Development without deforestation: A different path for Indonesian farmers?

Agroforestry garden in Southeast Sulawesi, Indonesia

Although Indonesia has become synonymous with tropical deforestation in recent decades, an alternative model of rural development is possible that both protects biodiversity while improving the welfare of rural Indonesians. Diversified agroforestry systems, which have traditionally dominated Indonesian farming for hundreds, if not thousands of years, could form the basis for conserving biodiversity while restoring degraded landscapes. Farmers and indigenous communities, however, need incentives to maintain and expand the cultivation of these diversified farming systems such as market access and better price for their commodities. Inobu aims to make the case for Fakfak nutmeg farming communities so that they can access premium markets to incentivise their current farming systems.

Swidden fields as part of an agroforestry system in Southeast Sulawesi, Indonesia

Indonesian farmers, throughout history, have relied on diverse farming systems for the livelihoods and lives. The forest gardens or kebun have typically encompassed complex and biologically diverse systems of forests, swidden fallows, and mixtures of subsistence crops and cash crops, such as spices and rubber. These smallholders, especially indigenous farmers, and their farming systems, protect biodiversity, sequester carbon and provide other ecosystem services such as regulating water.

In recent decades, however, the Indonesian archipelago, stretching across multiple bio-geographic regions, has experienced massive transformations. Driven by industrial-scale land uses, supported by government policies, biologically diverse landscapes have been degraded and transformed into expanses of monocultures of forest and plantation commodities.

Rural communities have been presented with few alternative pathways for farming. In many instances, farmers have lost their lands through land grabbing or forced acquisitions through government schemes. Other farmers have chosen to participate formally in plantation schemes. Those that have chosen to remain independent have either continued traditional farming systems, or converted part or all of their lands to monocultures, such as oil palm.

The ecological and economic limits of this transition are beginning to emerge. In parts of Indonesia, plantations have caused catastrophic floods. Degradation has driven further degradation, as exposed peatland and degraded forests have burned during prolonged droughts and dry spells. In response, strict bans on burning in other places has meant that farmers have had to convert to monocultures, continue to farm illegally or face hardship.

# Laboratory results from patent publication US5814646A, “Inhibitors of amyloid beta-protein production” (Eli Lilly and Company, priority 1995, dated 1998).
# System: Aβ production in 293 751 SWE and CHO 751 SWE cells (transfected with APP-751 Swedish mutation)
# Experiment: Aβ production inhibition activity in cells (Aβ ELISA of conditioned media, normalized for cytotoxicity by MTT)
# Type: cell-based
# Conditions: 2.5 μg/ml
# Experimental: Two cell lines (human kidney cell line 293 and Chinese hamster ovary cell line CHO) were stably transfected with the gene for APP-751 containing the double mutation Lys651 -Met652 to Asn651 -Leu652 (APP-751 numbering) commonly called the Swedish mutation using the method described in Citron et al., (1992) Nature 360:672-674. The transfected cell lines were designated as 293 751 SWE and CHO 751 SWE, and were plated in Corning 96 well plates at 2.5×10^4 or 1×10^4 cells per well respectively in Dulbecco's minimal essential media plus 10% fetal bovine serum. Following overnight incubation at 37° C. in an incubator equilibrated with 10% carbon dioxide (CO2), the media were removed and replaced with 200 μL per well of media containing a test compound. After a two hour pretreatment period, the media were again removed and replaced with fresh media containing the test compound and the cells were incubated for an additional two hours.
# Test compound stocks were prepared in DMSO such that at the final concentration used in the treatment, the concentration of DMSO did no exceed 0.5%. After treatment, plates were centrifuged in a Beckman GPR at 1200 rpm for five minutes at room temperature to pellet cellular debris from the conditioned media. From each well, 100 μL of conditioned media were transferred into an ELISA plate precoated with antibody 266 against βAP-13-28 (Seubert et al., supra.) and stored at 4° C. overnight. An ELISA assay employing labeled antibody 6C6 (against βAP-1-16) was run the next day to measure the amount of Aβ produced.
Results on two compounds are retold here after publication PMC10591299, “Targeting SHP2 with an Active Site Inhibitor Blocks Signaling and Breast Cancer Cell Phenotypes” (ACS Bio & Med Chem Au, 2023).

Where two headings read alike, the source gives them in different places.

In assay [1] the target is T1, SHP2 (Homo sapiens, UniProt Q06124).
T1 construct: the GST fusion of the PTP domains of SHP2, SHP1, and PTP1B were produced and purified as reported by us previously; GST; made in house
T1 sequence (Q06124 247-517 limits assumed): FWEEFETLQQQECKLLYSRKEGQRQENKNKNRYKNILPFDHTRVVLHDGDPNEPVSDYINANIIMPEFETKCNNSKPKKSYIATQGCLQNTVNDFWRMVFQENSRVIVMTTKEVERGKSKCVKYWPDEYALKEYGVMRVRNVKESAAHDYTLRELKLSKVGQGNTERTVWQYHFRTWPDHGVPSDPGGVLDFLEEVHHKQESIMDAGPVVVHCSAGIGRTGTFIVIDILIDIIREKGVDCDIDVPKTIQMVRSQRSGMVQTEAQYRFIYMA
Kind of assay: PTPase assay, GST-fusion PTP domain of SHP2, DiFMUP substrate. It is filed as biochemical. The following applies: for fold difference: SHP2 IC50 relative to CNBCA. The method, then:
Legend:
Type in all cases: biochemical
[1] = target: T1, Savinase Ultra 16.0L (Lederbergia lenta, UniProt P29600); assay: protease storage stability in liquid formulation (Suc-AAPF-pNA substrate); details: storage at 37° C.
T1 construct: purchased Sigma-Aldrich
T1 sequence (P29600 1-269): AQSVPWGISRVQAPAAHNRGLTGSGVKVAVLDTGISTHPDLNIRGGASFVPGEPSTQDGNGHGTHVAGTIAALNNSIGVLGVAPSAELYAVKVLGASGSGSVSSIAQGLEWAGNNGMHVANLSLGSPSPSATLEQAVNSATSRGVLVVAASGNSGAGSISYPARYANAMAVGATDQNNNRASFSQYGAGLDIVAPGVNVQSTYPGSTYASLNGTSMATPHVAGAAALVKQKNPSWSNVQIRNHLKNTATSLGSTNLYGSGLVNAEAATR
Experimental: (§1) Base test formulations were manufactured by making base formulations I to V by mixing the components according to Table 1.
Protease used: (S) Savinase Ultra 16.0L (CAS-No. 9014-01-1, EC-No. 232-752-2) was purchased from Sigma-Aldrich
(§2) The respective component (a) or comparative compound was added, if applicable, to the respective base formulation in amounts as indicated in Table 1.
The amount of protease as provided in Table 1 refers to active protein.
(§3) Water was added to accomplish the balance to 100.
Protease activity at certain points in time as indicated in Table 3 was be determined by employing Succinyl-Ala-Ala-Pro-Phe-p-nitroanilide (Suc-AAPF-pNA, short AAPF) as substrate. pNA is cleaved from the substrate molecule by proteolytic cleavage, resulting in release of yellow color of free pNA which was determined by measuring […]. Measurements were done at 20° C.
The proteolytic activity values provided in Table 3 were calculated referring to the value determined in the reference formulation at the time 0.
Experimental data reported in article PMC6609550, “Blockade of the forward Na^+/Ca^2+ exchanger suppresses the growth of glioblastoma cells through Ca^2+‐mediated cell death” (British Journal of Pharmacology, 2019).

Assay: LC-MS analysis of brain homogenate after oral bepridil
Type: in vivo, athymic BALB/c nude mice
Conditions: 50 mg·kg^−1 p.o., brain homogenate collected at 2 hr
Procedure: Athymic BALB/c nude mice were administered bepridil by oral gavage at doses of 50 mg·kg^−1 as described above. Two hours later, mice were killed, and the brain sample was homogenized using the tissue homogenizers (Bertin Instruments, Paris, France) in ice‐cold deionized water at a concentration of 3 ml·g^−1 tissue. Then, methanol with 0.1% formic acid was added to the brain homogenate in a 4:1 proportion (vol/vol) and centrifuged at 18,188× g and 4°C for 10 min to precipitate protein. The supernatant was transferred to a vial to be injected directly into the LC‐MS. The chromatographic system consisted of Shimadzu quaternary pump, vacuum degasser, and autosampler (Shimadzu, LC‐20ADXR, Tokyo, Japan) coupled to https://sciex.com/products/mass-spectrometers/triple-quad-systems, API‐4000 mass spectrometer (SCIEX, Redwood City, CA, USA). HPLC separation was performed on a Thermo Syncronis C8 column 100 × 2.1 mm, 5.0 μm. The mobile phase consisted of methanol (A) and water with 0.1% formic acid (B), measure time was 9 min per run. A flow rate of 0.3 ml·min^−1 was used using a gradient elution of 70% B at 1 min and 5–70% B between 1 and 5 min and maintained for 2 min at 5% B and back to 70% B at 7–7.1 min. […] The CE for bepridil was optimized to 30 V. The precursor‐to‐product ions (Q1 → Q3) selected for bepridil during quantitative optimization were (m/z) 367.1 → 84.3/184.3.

The drop in demand and prices for palm oil has meant that many smallholders have lost income, affecting the welfare of their families.

Is another path possible for Indonesian farmers?

Historically, the Indonesian policy and regulatory framework has focused on supporting farmers through schemes with companies. The institutional infrastructure for supporting independent smallholders in Indonesia to farm productively and sustainably is largely missing. Independent farmers have limited or no formal access to land and resources, limited access to training, technical knowledge, inputs and technology either through government or private sector.

A new model of development is needed that enables these farmers to maintain their diverse forest garden systems and formalise their rights to land and resources while improving the profitability of farming for rural communities.

A nutmeg agroforest in Fakfak, Papua Barat

In Papua Barat, Inobu, working with the local indigenous organisation AKAPe and the local government, has been exploring a model of developing the production of Papuan nutmeg that benefits local communities while protecting the vast forests of Fakfak district. The challenges facing Papuan nutmeg farmers are the same challenges facing farmers across Indonesia, however, there are opportunities. New policy and regulatory instruments for recognising the rights of customary communities, financial instruments and increased demand for sustainably produced products means that a viable model is within reach. There is demand for sustainably and inclusively produced products both within Indonesia as well as global markets. Farmers and local communities, however, need assistance to improve the quality and volume of their produce to meet these demands, as well as support for processing raw products into higher value products that can be sold to consumers.

As part of the agroforestry system in Fakfak, subsistence crops are grown in areas adjacent to nutmeg forests and forest ecosystems

Our ongoing challenge in Papua Barat, and more broadly in Indonesia, is making these instruments work on the ground for the benefit of nature and society. From the lessons learned from these pilot initiatives, we can help to inform the government on how to improve the policy and regulatory environment to support independent smallholders and indigenous communities to farm sustainably and productively.

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